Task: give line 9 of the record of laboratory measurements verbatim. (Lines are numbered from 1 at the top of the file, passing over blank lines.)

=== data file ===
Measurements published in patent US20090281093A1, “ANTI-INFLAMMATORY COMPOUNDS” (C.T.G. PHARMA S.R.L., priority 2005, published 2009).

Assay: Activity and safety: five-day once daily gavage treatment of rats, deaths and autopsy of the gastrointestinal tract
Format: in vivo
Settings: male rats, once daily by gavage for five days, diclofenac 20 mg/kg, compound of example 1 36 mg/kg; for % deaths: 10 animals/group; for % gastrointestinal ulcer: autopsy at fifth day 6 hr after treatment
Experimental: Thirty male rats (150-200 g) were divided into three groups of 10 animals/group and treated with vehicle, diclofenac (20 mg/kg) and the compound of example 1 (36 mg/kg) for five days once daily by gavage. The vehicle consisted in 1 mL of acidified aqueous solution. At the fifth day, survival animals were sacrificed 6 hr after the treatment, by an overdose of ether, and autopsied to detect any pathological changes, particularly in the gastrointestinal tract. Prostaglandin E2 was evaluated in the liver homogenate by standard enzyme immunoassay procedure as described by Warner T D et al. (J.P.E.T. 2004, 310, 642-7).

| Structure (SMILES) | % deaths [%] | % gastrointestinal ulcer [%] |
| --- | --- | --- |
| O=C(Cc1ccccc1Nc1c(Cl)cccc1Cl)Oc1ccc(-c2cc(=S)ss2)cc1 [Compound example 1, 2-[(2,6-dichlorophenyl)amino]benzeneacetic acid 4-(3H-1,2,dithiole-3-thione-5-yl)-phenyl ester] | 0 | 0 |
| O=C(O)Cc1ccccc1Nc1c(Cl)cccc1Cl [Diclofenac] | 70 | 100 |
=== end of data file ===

| O=C(O)Cc1ccccc1Nc1c(Cl)cccc1Cl [Diclofenac] | 70 | 100 |